“It would certainly be nice if we didn’t have to do that as homeowners,” Etherington says. “However, if homeowners dealing with the banks are current in their payments, then lenders seem to be fairly deaf when it comes to a homeowner’s request for assistance…. It’s very hard to convince lenders [when] a loan is current that you are in as much financial distress as someone who hasn’t made mortgage payment for five or six months.”

The problem is that, in the meantime, the debt builds up: Including missed payments and penalties, Goldman estimates the Zapfs could owe $9,000 to $10,000 on the property.

Not paying your bills is a little like playing chicken with the banks; if you can’t renegotiate your loan within 90 days of an NOD, your house could be sold. In addition, an NOD is an enormous black mark on one’s record.

“You have to weigh the risk,” Etherington says. “There’s severe credit consequences…. [Missing] one, two or three mortgage payments is devastating to your credit score.”

If it is a strategic default, Novy adds that the Zapfs could be in trouble if it turns out that they do have enough money to pay their bills.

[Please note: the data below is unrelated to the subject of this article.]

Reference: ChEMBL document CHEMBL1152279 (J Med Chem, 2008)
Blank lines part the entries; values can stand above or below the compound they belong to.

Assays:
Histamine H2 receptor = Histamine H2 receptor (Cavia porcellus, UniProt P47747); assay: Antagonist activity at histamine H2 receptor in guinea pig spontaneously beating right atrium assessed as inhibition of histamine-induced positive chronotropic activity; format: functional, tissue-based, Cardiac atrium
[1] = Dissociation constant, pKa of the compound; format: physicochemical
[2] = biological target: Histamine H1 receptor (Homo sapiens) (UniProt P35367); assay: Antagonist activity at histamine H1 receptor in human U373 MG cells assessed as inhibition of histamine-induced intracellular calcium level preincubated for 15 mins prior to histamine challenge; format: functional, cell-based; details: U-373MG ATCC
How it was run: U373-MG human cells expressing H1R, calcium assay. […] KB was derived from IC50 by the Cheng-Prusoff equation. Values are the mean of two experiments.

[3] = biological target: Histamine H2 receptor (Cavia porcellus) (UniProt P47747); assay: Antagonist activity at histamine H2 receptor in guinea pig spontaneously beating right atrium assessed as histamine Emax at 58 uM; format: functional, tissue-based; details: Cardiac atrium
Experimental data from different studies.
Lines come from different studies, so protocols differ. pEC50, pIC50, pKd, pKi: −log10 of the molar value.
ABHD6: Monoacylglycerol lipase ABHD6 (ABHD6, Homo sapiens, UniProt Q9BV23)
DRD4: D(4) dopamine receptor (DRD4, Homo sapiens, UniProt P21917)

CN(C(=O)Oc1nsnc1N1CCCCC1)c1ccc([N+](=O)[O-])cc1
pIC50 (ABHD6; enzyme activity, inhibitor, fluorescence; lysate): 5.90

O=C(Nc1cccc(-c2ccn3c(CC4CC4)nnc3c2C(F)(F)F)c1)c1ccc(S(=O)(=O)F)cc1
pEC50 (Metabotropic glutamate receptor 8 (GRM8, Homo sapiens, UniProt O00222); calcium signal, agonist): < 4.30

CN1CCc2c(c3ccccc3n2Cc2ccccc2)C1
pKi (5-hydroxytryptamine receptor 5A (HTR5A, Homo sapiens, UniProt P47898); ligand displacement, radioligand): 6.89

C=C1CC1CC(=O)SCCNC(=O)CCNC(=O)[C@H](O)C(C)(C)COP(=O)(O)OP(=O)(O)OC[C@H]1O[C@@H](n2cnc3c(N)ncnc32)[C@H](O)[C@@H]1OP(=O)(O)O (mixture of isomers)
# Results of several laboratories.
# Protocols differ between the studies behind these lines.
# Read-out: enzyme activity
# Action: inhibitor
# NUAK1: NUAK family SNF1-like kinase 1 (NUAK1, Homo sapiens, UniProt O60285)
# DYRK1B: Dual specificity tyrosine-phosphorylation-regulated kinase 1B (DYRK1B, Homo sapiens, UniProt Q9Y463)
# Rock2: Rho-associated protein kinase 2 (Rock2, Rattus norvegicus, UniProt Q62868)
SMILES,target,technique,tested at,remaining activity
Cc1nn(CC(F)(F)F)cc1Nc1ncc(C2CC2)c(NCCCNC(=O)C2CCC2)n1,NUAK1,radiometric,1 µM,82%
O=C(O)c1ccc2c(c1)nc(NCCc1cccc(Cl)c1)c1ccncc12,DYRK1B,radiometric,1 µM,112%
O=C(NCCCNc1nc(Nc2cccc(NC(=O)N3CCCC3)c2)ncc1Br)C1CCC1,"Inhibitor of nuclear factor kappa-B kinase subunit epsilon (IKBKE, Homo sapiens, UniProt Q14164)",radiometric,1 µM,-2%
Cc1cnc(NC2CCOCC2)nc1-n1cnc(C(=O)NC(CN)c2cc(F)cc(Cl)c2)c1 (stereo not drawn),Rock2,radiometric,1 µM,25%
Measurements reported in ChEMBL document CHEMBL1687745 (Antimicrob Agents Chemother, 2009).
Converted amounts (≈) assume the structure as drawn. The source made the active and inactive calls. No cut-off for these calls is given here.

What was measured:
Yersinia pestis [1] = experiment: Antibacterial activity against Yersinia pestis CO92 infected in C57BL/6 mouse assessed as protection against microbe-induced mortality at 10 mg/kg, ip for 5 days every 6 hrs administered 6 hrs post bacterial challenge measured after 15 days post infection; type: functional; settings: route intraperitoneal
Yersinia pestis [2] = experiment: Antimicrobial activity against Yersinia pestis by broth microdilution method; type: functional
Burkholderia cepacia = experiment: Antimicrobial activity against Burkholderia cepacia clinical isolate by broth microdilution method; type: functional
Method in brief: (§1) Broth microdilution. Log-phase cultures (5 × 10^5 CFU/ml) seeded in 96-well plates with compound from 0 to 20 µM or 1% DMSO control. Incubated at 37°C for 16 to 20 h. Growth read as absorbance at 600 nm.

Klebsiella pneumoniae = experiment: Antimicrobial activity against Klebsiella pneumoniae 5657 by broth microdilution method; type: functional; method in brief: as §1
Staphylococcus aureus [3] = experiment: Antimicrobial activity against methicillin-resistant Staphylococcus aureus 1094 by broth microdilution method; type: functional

“Keep in mind that lenders require the borrower to submit recent bank statements with a modification request,” Novy says. “If they have sufficient funds in their bank account, the lender would most likely decline the request…. If the borrower admitted they were intentionally not making payments, the lender would decline their request for seeking assistance under false pretenses. Modifications of loan terms are for people who are experiencing severe financial circumstances, such as reduced income, loss of employment, etc.”

In other words, it’s not what you usually associate with a candidate running for office.

“Her realtor husband seems to be embracing the worst aspects of the mortgage mess, while she is lying to a reporter and saying it is OK,” Flannery says. “It is not OK. The issue, therefore, is her credibility and honesty. If those are her standards, she should stay out of office.”

Zapf is about to receive a huge boost to her campaign as the San Diego County Republican Party has been cleared by a federal judge to donate tens of thousands of dollars to her campaign. Eric Zapf has been paid more than $2,000 for “office expenses” since Zapf announced her bid for council.

Write to davem@sdcitybeat.com and editor@sdcitybeat.com.